Daniel Augusto Pinheiro Astone
I am a doctoral candidate at Stockholm University and a Junior Fellow of the Stockholm Centre for International Law and Justice. My main research interest lies in exploring intellectual property in the context of access to essential medicines as a negotiation between the right to property and the right to life, or more specifically, in terms of enabling situations of stable coexistence between abundance and lack. I am supervised by Professor Antonina Bakardjieva Engelbrekt (main supervisor) and Professor Pål Wrange (assistant supervisor).
Property is the heart and soul of my research drive, one that I tackle from different perspectives, namely law, economics and sociology. This is also why I chose to pursue an article-based dissertation. I begin with a canonical understanding of law and economics to study the construction of scarcity as a multifaceted concept, one that purportedly creates value by making scarce something that would not be otherwise (discrete knowledge “parts” contained in a patent) and matches the access to an asset to the relative resource scarcity among different people (scarcity as lack, e.g. of money).
Then I pursue an analysis of the communications implied by the market economy, the price signals. If needs and desires must be expressed through such signals, prices act as a substitute to voice (price-as-voice). This medium ultimately leads to the commodification of both parties of a transaction. While the commodification of the individual is a well-studied subject in social theory, I am further examining the subjectification of the commodity as a recipient of the residual properties once attributed to the individual (i.e., the right to life, or the observation that people must die for a patent to live).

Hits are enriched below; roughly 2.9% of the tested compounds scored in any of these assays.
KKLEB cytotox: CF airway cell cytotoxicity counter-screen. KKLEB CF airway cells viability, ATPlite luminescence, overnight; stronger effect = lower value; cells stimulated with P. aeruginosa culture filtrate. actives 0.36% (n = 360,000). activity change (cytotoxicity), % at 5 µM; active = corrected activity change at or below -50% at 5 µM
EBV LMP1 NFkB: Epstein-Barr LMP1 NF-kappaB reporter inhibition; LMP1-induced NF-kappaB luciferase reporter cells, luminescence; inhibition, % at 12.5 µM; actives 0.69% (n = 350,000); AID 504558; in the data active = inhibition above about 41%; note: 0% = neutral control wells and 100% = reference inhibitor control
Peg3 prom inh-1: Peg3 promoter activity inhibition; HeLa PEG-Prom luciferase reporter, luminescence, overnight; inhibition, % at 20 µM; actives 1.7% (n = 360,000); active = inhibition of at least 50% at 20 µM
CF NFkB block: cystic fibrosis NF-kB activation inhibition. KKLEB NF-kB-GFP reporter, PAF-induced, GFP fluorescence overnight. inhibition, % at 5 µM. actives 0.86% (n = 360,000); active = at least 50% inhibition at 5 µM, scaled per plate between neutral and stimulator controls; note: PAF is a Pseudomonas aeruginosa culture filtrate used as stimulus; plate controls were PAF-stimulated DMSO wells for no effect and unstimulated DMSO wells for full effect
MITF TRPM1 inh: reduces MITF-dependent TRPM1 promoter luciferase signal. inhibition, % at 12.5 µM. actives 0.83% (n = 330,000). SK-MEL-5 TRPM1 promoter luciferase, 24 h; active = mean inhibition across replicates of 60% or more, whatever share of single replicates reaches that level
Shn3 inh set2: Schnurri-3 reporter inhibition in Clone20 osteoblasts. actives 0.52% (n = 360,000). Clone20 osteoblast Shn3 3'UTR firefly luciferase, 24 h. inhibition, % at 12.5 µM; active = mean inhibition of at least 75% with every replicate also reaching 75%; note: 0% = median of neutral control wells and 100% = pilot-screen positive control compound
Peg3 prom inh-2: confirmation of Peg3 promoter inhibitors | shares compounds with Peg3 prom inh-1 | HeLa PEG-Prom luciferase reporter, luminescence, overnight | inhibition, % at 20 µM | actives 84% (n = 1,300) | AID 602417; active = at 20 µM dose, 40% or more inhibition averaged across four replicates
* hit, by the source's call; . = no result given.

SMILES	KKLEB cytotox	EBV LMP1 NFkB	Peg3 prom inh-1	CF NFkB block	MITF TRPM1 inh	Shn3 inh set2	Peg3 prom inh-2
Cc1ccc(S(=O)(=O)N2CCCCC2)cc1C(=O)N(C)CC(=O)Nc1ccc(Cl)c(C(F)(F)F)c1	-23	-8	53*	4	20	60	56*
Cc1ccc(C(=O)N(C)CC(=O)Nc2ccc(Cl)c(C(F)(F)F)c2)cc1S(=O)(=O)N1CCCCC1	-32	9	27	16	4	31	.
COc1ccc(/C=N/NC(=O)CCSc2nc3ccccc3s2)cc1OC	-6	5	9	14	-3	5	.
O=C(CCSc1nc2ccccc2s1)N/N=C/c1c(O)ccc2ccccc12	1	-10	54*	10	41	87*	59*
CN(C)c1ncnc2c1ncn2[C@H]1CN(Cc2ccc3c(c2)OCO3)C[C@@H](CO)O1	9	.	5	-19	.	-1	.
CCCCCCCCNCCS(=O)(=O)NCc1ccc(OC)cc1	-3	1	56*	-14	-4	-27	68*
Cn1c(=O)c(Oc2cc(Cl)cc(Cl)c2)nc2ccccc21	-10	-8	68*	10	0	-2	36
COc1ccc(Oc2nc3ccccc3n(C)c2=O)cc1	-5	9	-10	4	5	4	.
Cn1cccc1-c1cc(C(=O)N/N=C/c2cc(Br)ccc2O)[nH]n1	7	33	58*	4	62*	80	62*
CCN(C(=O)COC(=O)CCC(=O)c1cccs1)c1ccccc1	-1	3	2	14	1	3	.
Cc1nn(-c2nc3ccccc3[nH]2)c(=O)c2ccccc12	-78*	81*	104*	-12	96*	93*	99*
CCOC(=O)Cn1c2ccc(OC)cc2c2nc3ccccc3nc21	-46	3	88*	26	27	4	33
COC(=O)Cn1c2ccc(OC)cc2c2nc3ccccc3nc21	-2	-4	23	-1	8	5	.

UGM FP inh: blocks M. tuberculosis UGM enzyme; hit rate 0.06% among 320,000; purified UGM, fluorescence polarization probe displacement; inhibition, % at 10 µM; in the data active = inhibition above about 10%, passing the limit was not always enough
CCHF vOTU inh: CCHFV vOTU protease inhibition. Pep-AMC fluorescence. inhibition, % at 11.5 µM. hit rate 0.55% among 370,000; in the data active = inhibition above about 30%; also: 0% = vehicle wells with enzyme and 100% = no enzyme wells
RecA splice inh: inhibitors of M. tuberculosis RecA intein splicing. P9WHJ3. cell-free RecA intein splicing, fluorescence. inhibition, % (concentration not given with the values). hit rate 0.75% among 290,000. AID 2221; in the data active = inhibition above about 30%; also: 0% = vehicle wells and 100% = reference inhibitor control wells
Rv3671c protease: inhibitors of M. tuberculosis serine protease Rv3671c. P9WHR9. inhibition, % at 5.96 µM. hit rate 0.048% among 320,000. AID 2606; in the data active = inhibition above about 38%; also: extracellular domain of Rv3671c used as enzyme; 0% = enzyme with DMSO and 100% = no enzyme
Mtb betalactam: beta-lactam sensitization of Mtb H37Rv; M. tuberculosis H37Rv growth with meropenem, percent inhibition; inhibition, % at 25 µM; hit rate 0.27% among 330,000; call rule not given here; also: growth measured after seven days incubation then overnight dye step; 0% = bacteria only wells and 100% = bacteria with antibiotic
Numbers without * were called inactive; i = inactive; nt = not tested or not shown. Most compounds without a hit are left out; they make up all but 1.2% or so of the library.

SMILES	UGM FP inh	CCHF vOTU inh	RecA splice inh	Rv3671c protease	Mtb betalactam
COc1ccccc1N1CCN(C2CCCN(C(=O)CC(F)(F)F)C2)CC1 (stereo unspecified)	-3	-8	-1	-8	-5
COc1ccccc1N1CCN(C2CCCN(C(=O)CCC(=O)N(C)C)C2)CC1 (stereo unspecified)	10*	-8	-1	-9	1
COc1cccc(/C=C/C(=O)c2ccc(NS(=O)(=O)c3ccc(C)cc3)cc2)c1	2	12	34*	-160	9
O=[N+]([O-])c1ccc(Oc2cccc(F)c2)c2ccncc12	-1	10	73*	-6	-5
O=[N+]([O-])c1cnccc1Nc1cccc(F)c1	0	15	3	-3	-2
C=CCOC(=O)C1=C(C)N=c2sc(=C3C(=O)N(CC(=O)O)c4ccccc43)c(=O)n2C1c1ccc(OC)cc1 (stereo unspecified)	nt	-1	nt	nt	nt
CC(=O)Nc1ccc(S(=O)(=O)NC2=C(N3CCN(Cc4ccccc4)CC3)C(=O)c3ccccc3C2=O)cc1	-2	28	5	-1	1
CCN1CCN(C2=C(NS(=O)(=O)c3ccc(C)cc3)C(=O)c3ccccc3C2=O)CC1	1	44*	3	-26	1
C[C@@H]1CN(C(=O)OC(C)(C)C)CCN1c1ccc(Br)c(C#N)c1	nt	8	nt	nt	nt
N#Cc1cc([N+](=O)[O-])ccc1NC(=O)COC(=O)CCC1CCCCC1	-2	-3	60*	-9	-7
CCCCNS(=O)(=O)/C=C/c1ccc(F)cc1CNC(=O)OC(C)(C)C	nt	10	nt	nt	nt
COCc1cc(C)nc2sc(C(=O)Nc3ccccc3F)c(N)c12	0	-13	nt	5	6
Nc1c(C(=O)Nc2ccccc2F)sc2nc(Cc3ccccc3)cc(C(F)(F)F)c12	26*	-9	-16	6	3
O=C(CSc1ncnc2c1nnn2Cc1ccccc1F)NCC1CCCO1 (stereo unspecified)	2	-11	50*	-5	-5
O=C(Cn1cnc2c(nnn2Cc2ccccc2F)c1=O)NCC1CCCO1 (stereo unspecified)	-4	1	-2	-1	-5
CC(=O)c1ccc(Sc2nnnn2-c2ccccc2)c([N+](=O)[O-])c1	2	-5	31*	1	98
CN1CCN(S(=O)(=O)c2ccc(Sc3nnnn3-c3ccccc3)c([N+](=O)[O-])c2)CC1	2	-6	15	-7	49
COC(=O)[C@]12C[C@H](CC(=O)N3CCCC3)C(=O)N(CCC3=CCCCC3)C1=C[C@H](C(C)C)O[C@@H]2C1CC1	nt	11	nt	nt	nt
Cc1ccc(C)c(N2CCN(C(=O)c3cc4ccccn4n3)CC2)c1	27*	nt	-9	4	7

These findings frame the current stage of the research. On the one hand, I am currently developing an empirical assessment of the Medicines Patent Pool and the institute of patent waivers, as representatives of system-compliant solutions that nonetheless recognise pressing problems left unsolved by the patent system. The other is a deeper understanding of the inheritance of attributes between subject and object in the scope of commodification. They would provide means to answer my research question thus far: How to redefine the patent system as an expression of transnational solidarity and recognition in the light of the contemporary challenges to global health?
In addition to my current research agenda, I am interested in critical and social theory, critical approaches to international law and political economy, and methodology.
I have a degree in Law (2009), a postgraduate diploma in Economic Law (2015) and a master's degree in Economic and Budgetary Law (2017). Previously to joining Stockholm University, I was a PhD student at the University of Glasgow (2018).
I have experience as a legal advisor in the fields of technology, innovation and transparency, in the public sector (2008-2015) and in several research and consultancy projects (2015-2018).
A selection from Stockholm University publication database
The Morals of the Market: Human Rights and the Rise of Neoliberalism
2020. Daniel Pinheiro Astone. Social and Legal StudiesArticle